Canada’s insistence that tomato juice be extracted from “sound, ripe, whole” tomatoes instead of paste -– a higher standard than in the U.S. -– has partially saved an H.J. Heinz Co. plant marked for closing by Warren Buffett’s private-equity partner.
A group of Ontario investors announced last week they plan to run the century-old plant and take over producing and distributing tomato juice for Heinz in the Canadian market. The move spared 250 of the 740 workers slated to lose their jobs in Leamington, Ontario, widely known as the tomato capital of Canada.
Under the Canadian Agricultural Products Act, tomato juice must be made from whole tomatoes and not from concentrated paste as it is at Heinz plants in the U.S.
“It would never work out if the law wasn’t there because then you could locate yourself anywhere,” said Pradeep Sood, a former chairman of the Ontario Chamber of Commerce and one of the investors who formed Highbury Canco Corp. to take over the Heinz plant.
While good for the workers in Leamington, the differing standards point to a failure by the U.S. and Canadian governments to deliver on repeated commitments to harmonize food regulations. The two countries announced in 2011 the Beyond the Border agreement, pledging to eliminate the inefficiencies of competing regulations and smooth cross-border travel, burdened by post-Sept. 11, 2001 security requirements.
“The whole point of trade and being a trading nation is that we drive our costs down for consumers in our country because of trade law,” said Sandra Pupatello, who was Ontario’s economic development and trade minister before stepping down in 2011 and joining PricewaterhouseCoopers LLP. Anything that gets in the way of that raises the cost of living, she said.
“On some minor basis you might consider that this regulatory environment would save a job, but I would suspect that as other emerging markets grow to be more of a dominant player in that multinational eye, the less relevant we become in that world,” Pupatello said by phone.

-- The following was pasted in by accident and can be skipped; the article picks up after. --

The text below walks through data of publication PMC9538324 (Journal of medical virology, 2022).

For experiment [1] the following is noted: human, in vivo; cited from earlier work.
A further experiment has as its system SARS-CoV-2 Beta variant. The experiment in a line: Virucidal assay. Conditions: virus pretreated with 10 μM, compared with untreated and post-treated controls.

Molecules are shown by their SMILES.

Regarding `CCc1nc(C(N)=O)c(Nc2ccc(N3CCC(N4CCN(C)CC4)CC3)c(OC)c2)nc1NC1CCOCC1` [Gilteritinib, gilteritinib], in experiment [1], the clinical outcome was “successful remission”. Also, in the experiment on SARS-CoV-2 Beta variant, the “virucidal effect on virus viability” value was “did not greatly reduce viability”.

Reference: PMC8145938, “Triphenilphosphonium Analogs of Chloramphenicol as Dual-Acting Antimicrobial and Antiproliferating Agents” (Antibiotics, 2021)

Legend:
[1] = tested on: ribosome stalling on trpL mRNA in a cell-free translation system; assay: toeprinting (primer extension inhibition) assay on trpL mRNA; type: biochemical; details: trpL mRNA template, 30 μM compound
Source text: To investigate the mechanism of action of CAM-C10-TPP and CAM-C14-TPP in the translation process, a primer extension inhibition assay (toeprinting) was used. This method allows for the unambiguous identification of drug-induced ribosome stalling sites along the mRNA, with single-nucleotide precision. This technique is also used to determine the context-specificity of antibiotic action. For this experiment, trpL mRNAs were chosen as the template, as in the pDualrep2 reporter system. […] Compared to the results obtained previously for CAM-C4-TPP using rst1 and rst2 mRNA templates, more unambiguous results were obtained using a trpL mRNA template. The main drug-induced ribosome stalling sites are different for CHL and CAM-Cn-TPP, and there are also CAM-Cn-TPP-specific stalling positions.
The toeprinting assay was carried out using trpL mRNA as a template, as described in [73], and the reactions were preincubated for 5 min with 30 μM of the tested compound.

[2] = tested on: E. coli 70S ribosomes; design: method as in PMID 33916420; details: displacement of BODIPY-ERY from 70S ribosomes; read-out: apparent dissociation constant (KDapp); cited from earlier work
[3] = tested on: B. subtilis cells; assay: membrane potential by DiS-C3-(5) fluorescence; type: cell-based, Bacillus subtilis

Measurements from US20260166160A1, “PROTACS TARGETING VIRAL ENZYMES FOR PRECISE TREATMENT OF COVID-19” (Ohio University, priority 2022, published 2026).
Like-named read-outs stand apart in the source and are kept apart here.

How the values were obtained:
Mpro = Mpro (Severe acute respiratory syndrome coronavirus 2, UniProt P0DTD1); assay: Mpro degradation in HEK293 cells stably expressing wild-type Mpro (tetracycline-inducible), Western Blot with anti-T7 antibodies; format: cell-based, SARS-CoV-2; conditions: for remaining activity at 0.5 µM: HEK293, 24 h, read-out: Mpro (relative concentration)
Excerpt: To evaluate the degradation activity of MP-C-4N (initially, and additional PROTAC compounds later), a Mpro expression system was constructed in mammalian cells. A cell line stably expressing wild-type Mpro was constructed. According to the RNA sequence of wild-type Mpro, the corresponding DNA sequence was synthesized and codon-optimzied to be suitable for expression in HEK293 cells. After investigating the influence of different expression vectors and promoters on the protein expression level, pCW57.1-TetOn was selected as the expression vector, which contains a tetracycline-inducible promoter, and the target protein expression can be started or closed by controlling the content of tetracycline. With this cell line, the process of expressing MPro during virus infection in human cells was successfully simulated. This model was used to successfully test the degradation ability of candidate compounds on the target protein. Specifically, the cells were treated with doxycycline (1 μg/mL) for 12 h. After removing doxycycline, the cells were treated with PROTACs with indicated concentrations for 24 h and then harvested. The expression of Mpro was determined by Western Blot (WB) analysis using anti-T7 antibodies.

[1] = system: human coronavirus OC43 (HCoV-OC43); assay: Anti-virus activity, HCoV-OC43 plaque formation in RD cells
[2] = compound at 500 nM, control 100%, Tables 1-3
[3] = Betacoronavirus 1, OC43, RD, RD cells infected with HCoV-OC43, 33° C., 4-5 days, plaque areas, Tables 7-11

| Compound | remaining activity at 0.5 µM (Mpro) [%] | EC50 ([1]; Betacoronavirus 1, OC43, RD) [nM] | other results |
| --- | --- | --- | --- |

In this case, the regulations produced ripe conditions for an opportunistic investment group that includes the 31-year-old Leamington plant manager as well as providing a protectionist shield for some of the workers in a town whose greatest landmark is a water tower built and painted to look like a giant tomato on legs. Heinz had operated in the town since 1908 before announcing in November, five months after Buffett’s Berkshire Hathaway Inc. and 3G Capital took the ketchup-maker private, that they would close the plant along with two others in the U.S.
“The tomatoes are going to go to the plants that have the low production costs, when you get right down to it,” Buffett said in November at an event in Detroit. “It’s really a question of having an unprofitable plant and concentrating production in a more profitable plant.”
Highbury said in a Feb. 27 statement it plans to license Heinz products as a co-packer. The venture wants to finalize the agreement in the next few weeks to give tomato farmers time to prepare for the juice-making season, according to the statement.
Heinz is glad Highbury stepped in with the deal, said Michael Mullen, a spokesman for the Pittsburgh-based company. He declined to comment on whether Heinz could make juice from fresh tomatoes at another plant or how the regulation affected the company’s decision.
Rick Holley, who studies food spoilage as a professor at the University of Manitoba, said he suspects the tomato juice regulation is in place to give consumers a clear idea of what they’re buying. In Canada, juice can’t be made with additives like spices and salt that might find their way into tomato paste, he said in a phone call from Winnipeg, Manitoba.
The regulatory details differ between the U.S. and Canada when it comes to other beverages, Holley said. Drinks south of the border must list the percentage of juice they contain, while Canadian drinks don’t, he said.
“In the case of the tomato juice, the Canadian regulation is more stringent, in the U.S. the drink regulations are more stringent.”
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